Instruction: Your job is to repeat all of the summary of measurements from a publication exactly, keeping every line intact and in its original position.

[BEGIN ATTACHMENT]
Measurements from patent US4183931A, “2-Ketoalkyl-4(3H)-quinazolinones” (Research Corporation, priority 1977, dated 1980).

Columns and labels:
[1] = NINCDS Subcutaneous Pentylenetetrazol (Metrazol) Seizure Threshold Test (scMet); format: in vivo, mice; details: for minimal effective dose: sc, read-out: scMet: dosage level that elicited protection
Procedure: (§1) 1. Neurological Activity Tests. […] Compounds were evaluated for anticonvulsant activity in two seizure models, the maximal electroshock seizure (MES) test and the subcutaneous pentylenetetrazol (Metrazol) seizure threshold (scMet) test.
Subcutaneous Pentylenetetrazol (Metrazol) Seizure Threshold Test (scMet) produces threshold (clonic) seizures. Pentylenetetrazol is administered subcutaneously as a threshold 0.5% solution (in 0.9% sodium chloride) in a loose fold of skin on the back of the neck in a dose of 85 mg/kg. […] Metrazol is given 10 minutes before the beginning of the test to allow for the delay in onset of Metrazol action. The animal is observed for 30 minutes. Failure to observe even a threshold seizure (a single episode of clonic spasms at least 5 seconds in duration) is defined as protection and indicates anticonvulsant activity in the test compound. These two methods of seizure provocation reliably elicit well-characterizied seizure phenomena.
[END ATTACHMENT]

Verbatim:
Measurements from patent US4183931A, “2-Ketoalkyl-4(3H)-quinazolinones” (Research Corporation, priority 1977, dated 1980).

Columns and labels:
[1] = NINCDS Subcutaneous Pentylenetetrazol (Metrazol) Seizure Threshold Test (scMet); format: in vivo, mice; details: for minimal effective dose: sc, read-out: scMet: dosage level that elicited protection
Procedure: (§1) 1. Neurological Activity Tests. […] Compounds were evaluated for anticonvulsant activity in two seizure models, the maximal electroshock seizure (MES) test and the subcutaneous pentylenetetrazol (Metrazol) seizure threshold (scMet) test.
Subcutaneous Pentylenetetrazol (Metrazol) Seizure Threshold Test (scMet) produces threshold (clonic) seizures. Pentylenetetrazol is administered subcutaneously as a threshold 0.5% solution (in 0.9% sodium chloride) in a loose fold of skin on the back of the neck in a dose of 85 mg/kg. […] Metrazol is given 10 minutes before the beginning of the test to allow for the delay in onset of Metrazol action. The animal is observed for 30 minutes. Failure to observe even a threshold seizure (a single episode of clonic spasms at least 5 seconds in duration) is defined as protection and indicates anticonvulsant activity in the test compound. These two methods of seizure provocation reliably elicit well-characterizied seizure phenomena.